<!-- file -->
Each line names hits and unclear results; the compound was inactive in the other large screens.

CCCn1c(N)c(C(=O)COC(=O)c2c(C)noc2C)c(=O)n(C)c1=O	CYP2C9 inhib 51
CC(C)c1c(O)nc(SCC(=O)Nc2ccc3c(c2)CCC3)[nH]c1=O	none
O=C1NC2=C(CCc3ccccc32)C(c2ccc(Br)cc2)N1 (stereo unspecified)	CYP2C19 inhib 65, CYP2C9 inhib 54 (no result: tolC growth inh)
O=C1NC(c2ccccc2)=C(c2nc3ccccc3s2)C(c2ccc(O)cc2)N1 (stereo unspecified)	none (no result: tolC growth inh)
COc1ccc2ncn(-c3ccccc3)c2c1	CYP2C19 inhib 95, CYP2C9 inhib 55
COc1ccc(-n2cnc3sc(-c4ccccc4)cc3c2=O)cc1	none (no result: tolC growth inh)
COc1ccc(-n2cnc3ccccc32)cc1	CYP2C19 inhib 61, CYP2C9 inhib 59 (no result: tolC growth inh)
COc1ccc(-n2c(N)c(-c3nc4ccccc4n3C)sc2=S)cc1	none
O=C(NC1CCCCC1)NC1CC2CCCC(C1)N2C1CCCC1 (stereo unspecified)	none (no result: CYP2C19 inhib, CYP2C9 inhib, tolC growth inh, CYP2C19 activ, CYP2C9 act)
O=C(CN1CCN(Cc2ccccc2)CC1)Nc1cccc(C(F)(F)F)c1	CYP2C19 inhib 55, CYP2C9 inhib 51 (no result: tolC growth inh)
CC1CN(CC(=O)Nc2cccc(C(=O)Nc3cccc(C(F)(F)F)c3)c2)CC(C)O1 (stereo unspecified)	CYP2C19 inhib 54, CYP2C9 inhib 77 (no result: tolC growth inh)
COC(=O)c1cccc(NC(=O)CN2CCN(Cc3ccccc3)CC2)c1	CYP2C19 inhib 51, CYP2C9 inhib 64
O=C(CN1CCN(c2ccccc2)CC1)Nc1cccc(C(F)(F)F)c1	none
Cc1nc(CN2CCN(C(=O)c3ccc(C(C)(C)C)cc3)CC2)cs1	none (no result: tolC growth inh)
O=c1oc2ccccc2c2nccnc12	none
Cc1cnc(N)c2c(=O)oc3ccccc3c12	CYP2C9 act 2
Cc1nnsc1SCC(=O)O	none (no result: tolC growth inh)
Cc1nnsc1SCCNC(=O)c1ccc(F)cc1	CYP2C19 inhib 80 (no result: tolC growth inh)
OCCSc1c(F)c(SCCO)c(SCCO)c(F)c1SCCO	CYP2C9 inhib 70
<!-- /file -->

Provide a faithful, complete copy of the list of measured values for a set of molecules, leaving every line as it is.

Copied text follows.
Each line names hits and unclear results; the compound was inactive in the other large screens.

CCCn1c(N)c(C(=O)COC(=O)c2c(C)noc2C)c(=O)n(C)c1=O	CYP2C9 inhib 51
CC(C)c1c(O)nc(SCC(=O)Nc2ccc3c(c2)CCC3)[nH]c1=O	none
O=C1NC2=C(CCc3ccccc32)C(c2ccc(Br)cc2)N1 (stereo unspecified)	CYP2C19 inhib 65, CYP2C9 inhib 54 (no result: tolC growth inh)
O=C1NC(c2ccccc2)=C(c2nc3ccccc3s2)C(c2ccc(O)cc2)N1 (stereo unspecified)	none (no result: tolC growth inh)
COc1ccc2ncn(-c3ccccc3)c2c1	CYP2C19 inhib 95, CYP2C9 inhib 55
COc1ccc(-n2cnc3sc(-c4ccccc4)cc3c2=O)cc1	none (no result: tolC growth inh)
COc1ccc(-n2cnc3ccccc32)cc1	CYP2C19 inhib 61, CYP2C9 inhib 59 (no result: tolC growth inh)
COc1ccc(-n2c(N)c(-c3nc4ccccc4n3C)sc2=S)cc1	none
O=C(NC1CCCCC1)NC1CC2CCCC(C1)N2C1CCCC1 (stereo unspecified)	none (no result: CYP2C19 inhib, CYP2C9 inhib, tolC growth inh, CYP2C19 activ, CYP2C9 act)
O=C(CN1CCN(Cc2ccccc2)CC1)Nc1cccc(C(F)(F)F)c1	CYP2C19 inhib 55, CYP2C9 inhib 51 (no result: tolC growth inh)
CC1CN(CC(=O)Nc2cccc(C(=O)Nc3cccc(C(F)(F)F)c3)c2)CC(C)O1 (stereo unspecified)	CYP2C19 inhib 54, CYP2C9 inhib 77 (no result: tolC growth inh)
COC(=O)c1cccc(NC(=O)CN2CCN(Cc3ccccc3)CC2)c1	CYP2C19 inhib 51, CYP2C9 inhib 64
O=C(CN1CCN(c2ccccc2)CC1)Nc1cccc(C(F)(F)F)c1	none
Cc1nc(CN2CCN(C(=O)c3ccc(C(C)(C)C)cc3)CC2)cs1	none (no result: tolC growth inh)
O=c1oc2ccccc2c2nccnc12	none
Cc1cnc(N)c2c(=O)oc3ccccc3c12	CYP2C9 act 2
Cc1nnsc1SCC(=O)O	none (no result: tolC growth inh)
Cc1nnsc1SCCNC(=O)c1ccc(F)cc1	CYP2C19 inhib 80 (no result: tolC growth inh)
OCCSc1c(F)c(SCCO)c(SCCO)c(F)c1SCCO	CYP2C9 inhib 70